But everything changed in 1989, the Stalinist regimes in Eastern Europe soon collapsed in a heap, the Berlin Wall came tumbling down and old style Marxism was in a complete spin, never to recover from its former glory. In India the CPI(M), the largest left party shamefully spread the canard that the Beijing protesters were working to restore capitalism, and continued doing the same with East European protests until the end of 1989 when there was nothing left to defend, . But the shock among its own cadres was significant – I can remember so many people who began the process of leaving the party after 1989.
But the CPI(M) did not immediately decline after 1989 – it was temporarily saved by the Hindutva movement after the demolition of the Babri Masjid in 1993. Incredibly, the CPI(M) positioned itself as a ‘secular’ alternative. Only much later, as is always in time, 20 years after Tiananmen, did the peasants of Singur and Nandigram give the party the thrashing it needed years ago.
Looking back at the events of 1989 in Beijing, the massacre was the end of a long century of the Chinese revolution beginning with the peasant uprisings of the nineteenth century, the working class strikes in the 1920s, the victory of the Communist Party in 1949, the Cultural Revolution and the new period of the 1980s climaxing the events of 1989. The massacre clearly accelerated China’s transition to a powerful capitalist economy, combining brutal political authoritarianism, rapid growth, privatization of all forms of life, and endless destruction of the millennia old rural and urban worlds. The murderers of the 1989 protesters, were the real closet capitalists, not the protesting students and workers as they regime would claim. In China the 1989 events have become a gigantic public secret, hidden away for a new generation, carefully censored to all. Cui Weiping, a Beijing resident wrote recently in her blog: “Since it has existed for so long, this tremendous secret has become a huge emptiness. People try to avoid it, shun it, and act carefully not to face it.”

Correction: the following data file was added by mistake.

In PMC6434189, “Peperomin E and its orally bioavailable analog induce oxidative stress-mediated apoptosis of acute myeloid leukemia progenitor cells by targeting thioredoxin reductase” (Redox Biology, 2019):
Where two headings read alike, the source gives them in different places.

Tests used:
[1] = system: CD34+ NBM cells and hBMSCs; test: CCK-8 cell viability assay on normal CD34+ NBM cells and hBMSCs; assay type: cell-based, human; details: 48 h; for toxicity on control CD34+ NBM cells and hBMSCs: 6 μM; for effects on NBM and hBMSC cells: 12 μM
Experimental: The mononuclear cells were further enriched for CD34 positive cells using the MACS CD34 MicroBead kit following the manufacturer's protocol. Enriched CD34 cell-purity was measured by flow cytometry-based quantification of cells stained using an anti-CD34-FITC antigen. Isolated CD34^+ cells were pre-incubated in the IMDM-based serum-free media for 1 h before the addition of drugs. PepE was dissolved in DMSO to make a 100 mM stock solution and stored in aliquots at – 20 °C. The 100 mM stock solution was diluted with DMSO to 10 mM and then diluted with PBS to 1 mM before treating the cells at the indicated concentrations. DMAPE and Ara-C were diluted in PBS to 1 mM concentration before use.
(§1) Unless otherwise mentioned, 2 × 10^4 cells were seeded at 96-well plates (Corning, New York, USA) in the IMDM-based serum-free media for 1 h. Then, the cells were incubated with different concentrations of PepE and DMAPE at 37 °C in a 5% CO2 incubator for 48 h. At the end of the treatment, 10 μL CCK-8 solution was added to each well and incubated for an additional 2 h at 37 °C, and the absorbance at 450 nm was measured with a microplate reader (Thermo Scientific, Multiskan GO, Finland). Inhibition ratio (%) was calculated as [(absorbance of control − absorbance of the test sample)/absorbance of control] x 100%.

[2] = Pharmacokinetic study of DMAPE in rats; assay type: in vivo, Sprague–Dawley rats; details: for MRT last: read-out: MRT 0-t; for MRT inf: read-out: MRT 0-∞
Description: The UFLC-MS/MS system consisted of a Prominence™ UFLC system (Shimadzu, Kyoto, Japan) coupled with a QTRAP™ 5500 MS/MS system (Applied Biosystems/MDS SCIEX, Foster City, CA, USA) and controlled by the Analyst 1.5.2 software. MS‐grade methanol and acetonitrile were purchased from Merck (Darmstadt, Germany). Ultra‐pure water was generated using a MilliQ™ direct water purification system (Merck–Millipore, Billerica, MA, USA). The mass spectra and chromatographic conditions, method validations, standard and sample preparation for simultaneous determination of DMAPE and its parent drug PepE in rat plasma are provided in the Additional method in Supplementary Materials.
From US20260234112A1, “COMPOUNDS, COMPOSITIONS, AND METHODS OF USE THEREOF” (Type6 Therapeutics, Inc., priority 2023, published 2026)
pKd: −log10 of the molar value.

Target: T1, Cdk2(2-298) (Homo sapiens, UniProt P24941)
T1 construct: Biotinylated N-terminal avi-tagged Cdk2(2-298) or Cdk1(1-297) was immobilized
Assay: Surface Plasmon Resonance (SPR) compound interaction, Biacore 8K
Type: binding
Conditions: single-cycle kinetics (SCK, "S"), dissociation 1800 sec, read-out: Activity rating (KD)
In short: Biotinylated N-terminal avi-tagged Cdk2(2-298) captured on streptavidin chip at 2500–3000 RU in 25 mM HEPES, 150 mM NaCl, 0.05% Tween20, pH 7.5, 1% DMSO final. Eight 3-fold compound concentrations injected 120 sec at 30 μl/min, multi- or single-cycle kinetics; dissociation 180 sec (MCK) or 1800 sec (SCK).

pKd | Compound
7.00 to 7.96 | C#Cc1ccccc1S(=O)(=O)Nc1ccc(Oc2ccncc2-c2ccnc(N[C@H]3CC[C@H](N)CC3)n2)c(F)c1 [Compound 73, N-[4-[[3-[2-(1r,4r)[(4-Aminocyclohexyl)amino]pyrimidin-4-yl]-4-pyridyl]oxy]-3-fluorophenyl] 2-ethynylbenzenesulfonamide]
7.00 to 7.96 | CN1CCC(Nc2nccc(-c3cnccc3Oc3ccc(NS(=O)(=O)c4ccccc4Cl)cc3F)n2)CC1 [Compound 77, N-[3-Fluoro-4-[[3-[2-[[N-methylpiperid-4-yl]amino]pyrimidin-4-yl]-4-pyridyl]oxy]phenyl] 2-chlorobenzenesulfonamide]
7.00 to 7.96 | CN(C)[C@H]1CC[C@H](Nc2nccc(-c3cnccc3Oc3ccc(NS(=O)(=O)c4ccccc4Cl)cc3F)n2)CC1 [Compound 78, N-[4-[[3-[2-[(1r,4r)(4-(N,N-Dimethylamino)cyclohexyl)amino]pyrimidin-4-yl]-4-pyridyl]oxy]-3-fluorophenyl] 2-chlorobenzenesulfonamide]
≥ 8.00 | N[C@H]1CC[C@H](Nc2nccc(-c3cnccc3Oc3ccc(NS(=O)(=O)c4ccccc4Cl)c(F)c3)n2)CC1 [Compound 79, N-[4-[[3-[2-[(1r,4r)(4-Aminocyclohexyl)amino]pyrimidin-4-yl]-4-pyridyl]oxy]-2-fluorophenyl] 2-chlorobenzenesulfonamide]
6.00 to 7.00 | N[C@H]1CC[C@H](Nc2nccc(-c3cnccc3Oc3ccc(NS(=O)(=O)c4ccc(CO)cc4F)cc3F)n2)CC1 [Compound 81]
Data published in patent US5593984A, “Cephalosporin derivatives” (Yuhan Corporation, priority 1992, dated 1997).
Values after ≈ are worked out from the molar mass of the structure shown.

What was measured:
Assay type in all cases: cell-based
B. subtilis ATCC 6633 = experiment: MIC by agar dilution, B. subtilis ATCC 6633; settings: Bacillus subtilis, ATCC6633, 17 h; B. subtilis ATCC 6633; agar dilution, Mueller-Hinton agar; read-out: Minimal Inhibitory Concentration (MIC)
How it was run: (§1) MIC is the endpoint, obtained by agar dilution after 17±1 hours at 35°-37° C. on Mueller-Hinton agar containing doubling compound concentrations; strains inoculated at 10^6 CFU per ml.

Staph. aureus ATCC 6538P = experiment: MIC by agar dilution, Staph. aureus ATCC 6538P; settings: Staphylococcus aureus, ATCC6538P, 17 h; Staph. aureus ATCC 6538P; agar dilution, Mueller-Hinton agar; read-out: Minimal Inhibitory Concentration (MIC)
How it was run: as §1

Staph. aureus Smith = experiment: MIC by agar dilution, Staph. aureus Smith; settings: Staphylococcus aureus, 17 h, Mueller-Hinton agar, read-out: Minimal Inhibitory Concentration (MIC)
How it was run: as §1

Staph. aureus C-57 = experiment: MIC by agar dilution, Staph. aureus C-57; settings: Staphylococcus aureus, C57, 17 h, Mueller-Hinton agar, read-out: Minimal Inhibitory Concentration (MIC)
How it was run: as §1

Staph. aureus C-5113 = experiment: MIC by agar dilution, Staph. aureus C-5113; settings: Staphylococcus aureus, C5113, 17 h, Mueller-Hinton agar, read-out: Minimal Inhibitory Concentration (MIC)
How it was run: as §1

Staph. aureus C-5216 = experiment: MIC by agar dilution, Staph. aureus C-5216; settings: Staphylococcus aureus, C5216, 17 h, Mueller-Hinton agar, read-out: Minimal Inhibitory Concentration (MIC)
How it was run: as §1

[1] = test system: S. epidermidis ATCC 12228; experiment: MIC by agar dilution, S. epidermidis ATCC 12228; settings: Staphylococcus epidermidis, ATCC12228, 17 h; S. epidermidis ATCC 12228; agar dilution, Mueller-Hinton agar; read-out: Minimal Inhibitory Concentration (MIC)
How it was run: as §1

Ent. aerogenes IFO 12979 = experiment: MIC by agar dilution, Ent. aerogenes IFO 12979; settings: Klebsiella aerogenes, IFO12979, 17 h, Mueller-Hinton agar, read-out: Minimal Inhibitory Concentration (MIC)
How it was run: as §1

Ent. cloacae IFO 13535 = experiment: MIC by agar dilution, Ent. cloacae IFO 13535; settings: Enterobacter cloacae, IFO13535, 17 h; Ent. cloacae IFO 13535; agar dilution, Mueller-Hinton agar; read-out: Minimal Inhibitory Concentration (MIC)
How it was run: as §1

She goes on powerfully:
“To allow such a hole to exist in our lives has made our ethics blurry and problematic to a large degree. When we give up our ground on commenting on this issue (even if it’s temporary), we have given up our ground on making comments on many other things, or we have made our grounds ambiguous. Thus those things that act as pillars of our life become dubious. The bottom line of our existence has been attacked or shaken. Our own dignity has been severely challenged.”
Who will restore that memory back? Memory is a strange thing; it hides schizophrenically in our mental landscape, something builders of spectacular monuments to the dead often miss. A few weeks ago I met my old Chinese friend who had been in the square in 1989 as a student. He was now focusing his energies on writing, translating, and reading. At first when I asked him about 1989 he sighed. “No one remembers,” he said. All young people now want to make money.” Then he went on:
“The regime is more powerful today and more vulnerable than it ever was. The protesters in China today are dispersed but many, and ask simple questions – jobs, corruption, closed factories. The old questions will all come back.”